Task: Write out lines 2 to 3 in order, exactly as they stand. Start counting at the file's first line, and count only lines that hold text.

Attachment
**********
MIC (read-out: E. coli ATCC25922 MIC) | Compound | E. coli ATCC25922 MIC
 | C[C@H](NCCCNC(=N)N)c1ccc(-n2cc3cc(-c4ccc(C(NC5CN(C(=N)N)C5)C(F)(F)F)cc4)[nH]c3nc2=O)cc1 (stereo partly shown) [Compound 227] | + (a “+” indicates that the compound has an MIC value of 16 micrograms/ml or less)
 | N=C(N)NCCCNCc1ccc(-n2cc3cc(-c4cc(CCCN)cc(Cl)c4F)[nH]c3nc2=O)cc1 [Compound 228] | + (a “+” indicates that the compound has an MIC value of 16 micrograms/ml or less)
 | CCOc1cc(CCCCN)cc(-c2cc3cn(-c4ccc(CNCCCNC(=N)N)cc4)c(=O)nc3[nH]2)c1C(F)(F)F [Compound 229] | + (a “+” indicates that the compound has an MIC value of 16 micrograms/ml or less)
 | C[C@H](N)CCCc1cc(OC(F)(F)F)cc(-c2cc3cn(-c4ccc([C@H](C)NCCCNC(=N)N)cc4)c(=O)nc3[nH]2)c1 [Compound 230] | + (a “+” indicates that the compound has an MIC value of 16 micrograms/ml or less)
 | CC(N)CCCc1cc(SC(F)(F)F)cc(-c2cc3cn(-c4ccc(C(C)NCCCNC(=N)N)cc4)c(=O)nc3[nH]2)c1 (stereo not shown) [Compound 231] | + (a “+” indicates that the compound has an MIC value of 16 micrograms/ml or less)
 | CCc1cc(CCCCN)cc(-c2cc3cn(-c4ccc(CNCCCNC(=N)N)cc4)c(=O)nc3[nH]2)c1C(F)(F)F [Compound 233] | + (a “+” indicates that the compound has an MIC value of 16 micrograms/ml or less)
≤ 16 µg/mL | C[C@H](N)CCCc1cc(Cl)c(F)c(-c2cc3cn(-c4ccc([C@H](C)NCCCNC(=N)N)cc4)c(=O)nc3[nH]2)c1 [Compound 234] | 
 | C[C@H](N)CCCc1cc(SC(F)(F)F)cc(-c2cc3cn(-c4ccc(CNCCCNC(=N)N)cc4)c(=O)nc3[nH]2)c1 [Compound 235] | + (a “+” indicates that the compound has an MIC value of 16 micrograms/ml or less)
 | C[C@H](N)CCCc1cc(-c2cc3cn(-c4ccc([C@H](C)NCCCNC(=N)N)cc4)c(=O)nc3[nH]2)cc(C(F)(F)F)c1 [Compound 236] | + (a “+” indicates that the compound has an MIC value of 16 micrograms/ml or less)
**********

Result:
 | C[C@H](NCCCNC(=N)N)c1ccc(-n2cc3cc(-c4ccc(C(NC5CN(C(=N)N)C5)C(F)(F)F)cc4)[nH]c3nc2=O)cc1 (stereo partly shown) [Compound 227] | + (a “+” indicates that the compound has an MIC value of 16 micrograms/ml or less)
 | N=C(N)NCCCNCc1ccc(-n2cc3cc(-c4cc(CCCN)cc(Cl)c4F)[nH]c3nc2=O)cc1 [Compound 228] | + (a “+” indicates that the compound has an MIC value of 16 micrograms/ml or less)